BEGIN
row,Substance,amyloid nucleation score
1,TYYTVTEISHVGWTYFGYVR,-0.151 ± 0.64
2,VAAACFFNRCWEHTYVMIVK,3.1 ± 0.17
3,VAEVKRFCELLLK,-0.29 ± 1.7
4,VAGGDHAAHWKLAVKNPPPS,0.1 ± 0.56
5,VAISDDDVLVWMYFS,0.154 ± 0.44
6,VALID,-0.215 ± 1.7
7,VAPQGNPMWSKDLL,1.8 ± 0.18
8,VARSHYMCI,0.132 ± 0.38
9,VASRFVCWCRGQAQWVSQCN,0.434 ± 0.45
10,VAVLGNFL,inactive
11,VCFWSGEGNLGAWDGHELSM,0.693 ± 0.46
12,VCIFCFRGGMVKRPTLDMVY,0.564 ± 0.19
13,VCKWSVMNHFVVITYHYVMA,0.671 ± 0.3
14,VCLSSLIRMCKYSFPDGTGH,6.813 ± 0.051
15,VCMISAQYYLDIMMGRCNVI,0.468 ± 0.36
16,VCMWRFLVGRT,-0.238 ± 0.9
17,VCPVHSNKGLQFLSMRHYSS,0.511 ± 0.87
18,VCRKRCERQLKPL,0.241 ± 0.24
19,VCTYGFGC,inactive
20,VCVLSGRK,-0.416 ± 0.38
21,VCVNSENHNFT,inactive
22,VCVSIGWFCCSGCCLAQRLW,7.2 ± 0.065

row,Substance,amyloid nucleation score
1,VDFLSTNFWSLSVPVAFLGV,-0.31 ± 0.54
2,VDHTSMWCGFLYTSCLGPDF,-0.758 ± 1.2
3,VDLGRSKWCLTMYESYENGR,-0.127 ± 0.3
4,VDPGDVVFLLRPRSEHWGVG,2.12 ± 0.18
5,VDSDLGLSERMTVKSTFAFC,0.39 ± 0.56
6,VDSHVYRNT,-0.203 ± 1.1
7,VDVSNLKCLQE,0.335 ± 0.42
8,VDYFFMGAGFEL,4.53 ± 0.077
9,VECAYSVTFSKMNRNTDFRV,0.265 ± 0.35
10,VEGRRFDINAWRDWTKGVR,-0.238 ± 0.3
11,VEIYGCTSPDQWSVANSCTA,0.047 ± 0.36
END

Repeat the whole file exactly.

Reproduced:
row,Substance,amyloid nucleation score
1,TYYTVTEISHVGWTYFGYVR,-0.151 ± 0.64
2,VAAACFFNRCWEHTYVMIVK,3.1 ± 0.17
3,VAEVKRFCELLLK,-0.29 ± 1.7
4,VAGGDHAAHWKLAVKNPPPS,0.1 ± 0.56
5,VAISDDDVLVWMYFS,0.154 ± 0.44
6,VALID,-0.215 ± 1.7
7,VAPQGNPMWSKDLL,1.8 ± 0.18
8,VARSHYMCI,0.132 ± 0.38
9,VASRFVCWCRGQAQWVSQCN,0.434 ± 0.45
10,VAVLGNFL,inactive
11,VCFWSGEGNLGAWDGHELSM,0.693 ± 0.46
12,VCIFCFRGGMVKRPTLDMVY,0.564 ± 0.19
13,VCKWSVMNHFVVITYHYVMA,0.671 ± 0.3
14,VCLSSLIRMCKYSFPDGTGH,6.813 ± 0.051
15,VCMISAQYYLDIMMGRCNVI,0.468 ± 0.36
16,VCMWRFLVGRT,-0.238 ± 0.9
17,VCPVHSNKGLQFLSMRHYSS,0.511 ± 0.87
18,VCRKRCERQLKPL,0.241 ± 0.24
19,VCTYGFGC,inactive
20,VCVLSGRK,-0.416 ± 0.38
21,VCVNSENHNFT,inactive
22,VCVSIGWFCCSGCCLAQRLW,7.2 ± 0.065

row,Substance,amyloid nucleation score
1,VDFLSTNFWSLSVPVAFLGV,-0.31 ± 0.54
2,VDHTSMWCGFLYTSCLGPDF,-0.758 ± 1.2
3,VDLGRSKWCLTMYESYENGR,-0.127 ± 0.3
4,VDPGDVVFLLRPRSEHWGVG,2.12 ± 0.18
5,VDSDLGLSERMTVKSTFAFC,0.39 ± 0.56
6,VDSHVYRNT,-0.203 ± 1.1
7,VDVSNLKCLQE,0.335 ± 0.42
8,VDYFFMGAGFEL,4.53 ± 0.077
9,VECAYSVTFSKMNRNTDFRV,0.265 ± 0.35
10,VEGRRFDINAWRDWTKGVR,-0.238 ± 0.3
11,VEIYGCTSPDQWSVANSCTA,0.047 ± 0.36